Occupation: Astronomer, Educator, Librarian
Year born: 1818
Research Areas: Comets, Solar Eclipse, Planets, Double Stars, Nebulae
"We especially need imagination in science. It is not all mathematics, nor all logic, but it is somewhat beauty and poetry."
Source: Maria Mitchell: Life, Letters, and Journals (1896), Phebe Mitchell Kendall (ed.),
Maria was born in Nantucket, USA. Her family made sure that all 10 of their children were well-educated, the girls and the boys. Maria also read about lots of topics in the local library, where her mother worked. Her father was a teacher and his hobby was astronomy. Maria and her father would observe the night sky using his telescope. When Maria was 12, she used her maths skills to work out the exact timing of a solar eclipse.
Maria left school aged 16 and worked as a teacher. She opened a school for girls to study maths and science. She allowed any child to attend, regardless of skin colour. This was rare in the USA at that time. Maria also worked as a librarian. After work, she helped her father run an observatory on the roof of the local bank. They observed nebulae, double stars, and the Moon.
When she was 29, Maria discovered a comet. This later became known as 'Miss Mitchell’s Comet'. She was only the 3rd women to ever discover a comet. The King of Denmark gave her a gold medal for her discovery. Maria was the first women to win a prize for astronomy and became quite famous.
Two years after her discovery, the US Coast Survey gave Maria a job. The job was to use her astronomy and maths skills to predict the positions of the planets over time. These charts and maps were then used by sailors find their way at night.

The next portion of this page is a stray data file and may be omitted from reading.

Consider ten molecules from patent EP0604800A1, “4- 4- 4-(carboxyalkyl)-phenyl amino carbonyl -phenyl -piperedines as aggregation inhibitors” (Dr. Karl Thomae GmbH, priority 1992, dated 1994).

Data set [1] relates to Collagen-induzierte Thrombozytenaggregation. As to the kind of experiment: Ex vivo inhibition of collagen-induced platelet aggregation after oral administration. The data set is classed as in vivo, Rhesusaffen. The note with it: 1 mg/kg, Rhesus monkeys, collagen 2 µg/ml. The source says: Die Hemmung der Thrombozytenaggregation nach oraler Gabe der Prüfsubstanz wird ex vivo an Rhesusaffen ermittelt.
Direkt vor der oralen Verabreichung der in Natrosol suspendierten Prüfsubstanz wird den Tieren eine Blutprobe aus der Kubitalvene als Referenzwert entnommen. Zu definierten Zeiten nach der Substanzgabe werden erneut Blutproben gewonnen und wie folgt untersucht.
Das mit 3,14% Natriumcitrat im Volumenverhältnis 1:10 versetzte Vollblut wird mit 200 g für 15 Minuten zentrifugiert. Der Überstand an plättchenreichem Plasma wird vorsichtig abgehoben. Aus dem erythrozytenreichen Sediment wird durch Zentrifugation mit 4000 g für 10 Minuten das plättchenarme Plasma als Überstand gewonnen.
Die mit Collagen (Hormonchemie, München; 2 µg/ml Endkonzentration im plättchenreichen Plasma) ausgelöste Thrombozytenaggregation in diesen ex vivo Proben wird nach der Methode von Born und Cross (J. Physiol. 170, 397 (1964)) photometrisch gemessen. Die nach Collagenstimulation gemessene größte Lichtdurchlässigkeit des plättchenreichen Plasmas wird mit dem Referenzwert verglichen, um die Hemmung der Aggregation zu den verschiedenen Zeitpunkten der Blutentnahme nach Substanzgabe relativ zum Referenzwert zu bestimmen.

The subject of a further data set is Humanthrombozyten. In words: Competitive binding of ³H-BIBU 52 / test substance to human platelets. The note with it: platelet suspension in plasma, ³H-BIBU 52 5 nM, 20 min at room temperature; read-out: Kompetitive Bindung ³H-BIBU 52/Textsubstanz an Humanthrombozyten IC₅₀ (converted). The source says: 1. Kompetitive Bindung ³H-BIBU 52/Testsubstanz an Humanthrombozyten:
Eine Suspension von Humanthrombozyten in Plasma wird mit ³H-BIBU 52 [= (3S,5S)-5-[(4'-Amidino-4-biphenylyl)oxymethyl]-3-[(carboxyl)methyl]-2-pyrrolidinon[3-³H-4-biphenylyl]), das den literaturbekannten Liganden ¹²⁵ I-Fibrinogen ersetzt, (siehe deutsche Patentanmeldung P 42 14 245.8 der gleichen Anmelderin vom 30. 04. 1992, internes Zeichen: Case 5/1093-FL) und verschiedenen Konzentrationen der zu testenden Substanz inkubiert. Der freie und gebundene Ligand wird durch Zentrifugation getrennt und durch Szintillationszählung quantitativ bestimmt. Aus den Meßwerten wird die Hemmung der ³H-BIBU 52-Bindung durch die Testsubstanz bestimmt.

When she was 50, Maria became the first female professor of astronomy in the USA. She taught students and carried out research at Vassar College for 20 years. Part way through her career at Vassar, Maria found out she was paid less than her male colleagues. She successfully fought for a pay rise.
Maria also travelled the world to do field work. In 1856, she visited the Vatican in Italy to use their telescopes. She was told that women were not allowed in. This only made Maria more eager to go in. She did not give up and after 2 weeks became the first women to enter the Vatican observatory. In 1878, aged 60, Maria took an all-female group of students to observe a solar eclipse. They travelled 2000 miles across the USA by train and camped in the open air near the Rocky Mountains.
Maria and her students took photos of the surfaces of the giant planets, Jupiter and Saturn, to study them in great detail. They also studied objects that Maria had seen with her father when she was a child. Objects like sunspots, comets, nebulae, stars. The research that Maria and her students carried out was often published in journals. Journals that had previously only featured male writers.
The Maria Mitchell Association preserves Maria’s home as a museum. It also runs the Maria Mitchell observatory. A crater on the Moon is named after Maria. There is also New York subway train car called the 'Maria Mitchell Comet'!
Maria was passionate about social issues. She was involved in the involved in anti-slavery movement. She also helped to set up a national group to support women who worked in higher education.